Reviews of Food Allergies For Dummies
From the Anaphylaxis Canada Newsletter
by Judy Irwin
This book (Food Allergies For Dummies), which follows the snappy style of the Dummies series, is an engaging read full of bulleted lists and interesting sidebars. The book gets top marks for both readability and comprehensive content about diagnosing and living with food allergies. Although I’ve read a number of good books about food allergy, this one filled in a several gaps in my understanding. The section on research was particularly interesting and accessible, and I would recommend the book for that alone.
There’s an even more compelling reason to recommend this book, and one that I wasn’t expecting. I had been carrying it with me in the car, snatching time to read chapters while waiting to pick up my 11-year-old daughter at her activities. One day she picked it up off the seat and asked if she could read it too. Thanks to the colloquial style of the Dummies format, she was able to manage the sections that interested her. The book unexpectedly became a springboard for several in-depth discussions about managing her allergy, and for that I would have paid the $24 (Canadian, $19.99 US) price tag many times over.
Food Allergies for Dummies is written by Dr. Robert Wood, chief of Pediatric Allergy and Immunology at the Johns Hopkins University School of Medicine, with assistance from writer Joe Kraynak. Dr. Wood is peanut-allergic himself and tells compelling stories about his anaphylactic reactions and how he lives with the allergy. My daughter Claire certainly didn’t read the whole book (and not all of it would have been interesting or relevant to her at 11), but she was particularly taken with the stories about his experiences. Both Claire and I liked the conversational tone and the way he personalizes his recommendations (“I used to eat Asian foods… but the more I get into this field, the more I realize that I was playing a game of Asian roulette.”)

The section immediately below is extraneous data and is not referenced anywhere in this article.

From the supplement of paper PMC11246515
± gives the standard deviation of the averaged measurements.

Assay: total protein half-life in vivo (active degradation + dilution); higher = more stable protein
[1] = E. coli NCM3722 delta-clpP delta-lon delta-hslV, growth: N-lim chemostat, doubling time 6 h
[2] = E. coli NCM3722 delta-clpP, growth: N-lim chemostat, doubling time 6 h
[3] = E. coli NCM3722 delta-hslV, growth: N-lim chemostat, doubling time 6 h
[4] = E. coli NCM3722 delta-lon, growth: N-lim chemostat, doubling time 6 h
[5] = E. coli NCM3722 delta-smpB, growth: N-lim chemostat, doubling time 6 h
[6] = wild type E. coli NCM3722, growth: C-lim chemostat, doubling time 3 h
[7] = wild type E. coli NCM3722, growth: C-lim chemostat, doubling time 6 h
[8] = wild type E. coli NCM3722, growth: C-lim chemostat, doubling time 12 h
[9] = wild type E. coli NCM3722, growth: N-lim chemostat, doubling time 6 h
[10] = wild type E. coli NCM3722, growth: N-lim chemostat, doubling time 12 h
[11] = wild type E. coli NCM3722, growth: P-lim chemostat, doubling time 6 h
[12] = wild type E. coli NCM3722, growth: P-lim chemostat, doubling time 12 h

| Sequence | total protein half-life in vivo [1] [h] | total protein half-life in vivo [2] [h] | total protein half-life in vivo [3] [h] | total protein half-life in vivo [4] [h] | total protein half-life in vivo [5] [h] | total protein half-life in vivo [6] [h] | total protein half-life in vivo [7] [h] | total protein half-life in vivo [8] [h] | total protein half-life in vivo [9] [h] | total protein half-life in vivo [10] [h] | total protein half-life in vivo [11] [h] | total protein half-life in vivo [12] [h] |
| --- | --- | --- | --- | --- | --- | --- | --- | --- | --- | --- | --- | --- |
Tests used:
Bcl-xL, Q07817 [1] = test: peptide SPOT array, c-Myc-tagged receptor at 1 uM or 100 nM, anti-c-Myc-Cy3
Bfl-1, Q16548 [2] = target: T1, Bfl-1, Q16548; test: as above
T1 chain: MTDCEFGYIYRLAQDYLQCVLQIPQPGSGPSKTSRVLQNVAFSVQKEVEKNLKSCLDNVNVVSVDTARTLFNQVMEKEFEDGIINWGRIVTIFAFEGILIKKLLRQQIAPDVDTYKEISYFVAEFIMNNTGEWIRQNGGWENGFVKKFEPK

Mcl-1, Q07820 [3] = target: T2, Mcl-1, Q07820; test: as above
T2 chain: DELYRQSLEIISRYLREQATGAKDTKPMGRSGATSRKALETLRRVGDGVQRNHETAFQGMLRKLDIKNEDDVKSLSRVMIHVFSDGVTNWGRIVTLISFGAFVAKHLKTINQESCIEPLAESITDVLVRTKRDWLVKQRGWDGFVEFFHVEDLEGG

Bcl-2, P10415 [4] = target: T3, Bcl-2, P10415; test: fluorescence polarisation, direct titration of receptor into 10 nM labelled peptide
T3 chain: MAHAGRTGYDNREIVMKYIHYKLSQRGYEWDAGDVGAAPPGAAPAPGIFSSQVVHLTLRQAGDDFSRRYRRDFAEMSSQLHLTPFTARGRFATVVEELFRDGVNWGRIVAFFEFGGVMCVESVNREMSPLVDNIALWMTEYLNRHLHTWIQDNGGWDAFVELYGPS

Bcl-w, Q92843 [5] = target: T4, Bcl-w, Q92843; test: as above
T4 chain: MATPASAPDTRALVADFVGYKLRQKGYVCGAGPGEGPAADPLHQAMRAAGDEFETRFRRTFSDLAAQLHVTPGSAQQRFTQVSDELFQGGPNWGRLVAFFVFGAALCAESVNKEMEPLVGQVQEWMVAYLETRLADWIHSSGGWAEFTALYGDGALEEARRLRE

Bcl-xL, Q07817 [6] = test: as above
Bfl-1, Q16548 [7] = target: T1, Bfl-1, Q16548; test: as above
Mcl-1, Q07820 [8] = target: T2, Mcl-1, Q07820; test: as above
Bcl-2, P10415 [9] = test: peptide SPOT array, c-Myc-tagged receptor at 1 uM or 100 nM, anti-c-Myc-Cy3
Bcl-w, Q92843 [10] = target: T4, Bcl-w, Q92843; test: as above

My only caveat about the book is that readers need to be able to recognize content that is specific to the US. Some information about US food labelling, food manufacturing, school issues, and restaurant practices don’t match our Canadian experience. Readers who are connected to Anaphylaxis Canada are likely to spot these differences; less informed readers may not. Having said that, I found the American information helped me think about what we need to do differently when traveling south.